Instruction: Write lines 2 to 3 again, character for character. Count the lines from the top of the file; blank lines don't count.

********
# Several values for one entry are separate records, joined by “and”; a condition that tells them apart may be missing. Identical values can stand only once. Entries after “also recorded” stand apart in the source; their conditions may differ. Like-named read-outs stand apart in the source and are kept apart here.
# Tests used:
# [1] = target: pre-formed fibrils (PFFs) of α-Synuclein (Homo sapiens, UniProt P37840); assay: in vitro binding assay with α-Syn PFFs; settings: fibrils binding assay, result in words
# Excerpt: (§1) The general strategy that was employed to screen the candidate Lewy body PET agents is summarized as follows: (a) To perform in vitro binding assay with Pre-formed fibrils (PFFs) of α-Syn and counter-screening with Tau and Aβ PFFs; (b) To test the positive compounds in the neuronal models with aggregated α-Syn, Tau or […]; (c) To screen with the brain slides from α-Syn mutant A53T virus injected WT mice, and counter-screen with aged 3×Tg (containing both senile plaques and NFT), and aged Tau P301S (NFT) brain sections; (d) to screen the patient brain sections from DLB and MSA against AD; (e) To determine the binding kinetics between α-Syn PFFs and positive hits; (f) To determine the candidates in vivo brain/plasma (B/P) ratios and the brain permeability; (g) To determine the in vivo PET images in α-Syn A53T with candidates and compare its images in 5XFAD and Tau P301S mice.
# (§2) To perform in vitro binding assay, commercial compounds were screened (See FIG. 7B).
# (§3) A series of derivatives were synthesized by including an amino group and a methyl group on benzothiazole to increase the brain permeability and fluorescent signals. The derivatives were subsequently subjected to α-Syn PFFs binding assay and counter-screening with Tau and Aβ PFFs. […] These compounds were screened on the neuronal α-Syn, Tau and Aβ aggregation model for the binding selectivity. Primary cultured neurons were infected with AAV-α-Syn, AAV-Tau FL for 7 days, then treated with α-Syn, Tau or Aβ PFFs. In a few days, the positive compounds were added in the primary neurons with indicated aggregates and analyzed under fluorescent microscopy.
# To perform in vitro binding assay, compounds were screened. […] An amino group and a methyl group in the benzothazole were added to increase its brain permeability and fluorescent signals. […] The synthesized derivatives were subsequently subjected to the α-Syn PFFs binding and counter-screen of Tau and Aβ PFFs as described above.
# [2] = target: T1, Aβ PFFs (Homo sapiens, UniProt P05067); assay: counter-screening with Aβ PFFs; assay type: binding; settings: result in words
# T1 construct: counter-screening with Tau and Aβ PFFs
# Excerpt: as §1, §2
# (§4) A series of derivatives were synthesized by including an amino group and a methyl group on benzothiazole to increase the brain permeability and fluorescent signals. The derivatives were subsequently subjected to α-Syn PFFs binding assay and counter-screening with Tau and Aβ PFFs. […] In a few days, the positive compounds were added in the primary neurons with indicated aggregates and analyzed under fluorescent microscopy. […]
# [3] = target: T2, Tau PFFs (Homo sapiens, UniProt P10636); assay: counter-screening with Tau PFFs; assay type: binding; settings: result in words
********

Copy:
# Tests used:
# [1] = target: pre-formed fibrils (PFFs) of α-Synuclein (Homo sapiens, UniProt P37840); assay: in vitro binding assay with α-Syn PFFs; settings: fibrils binding assay, result in words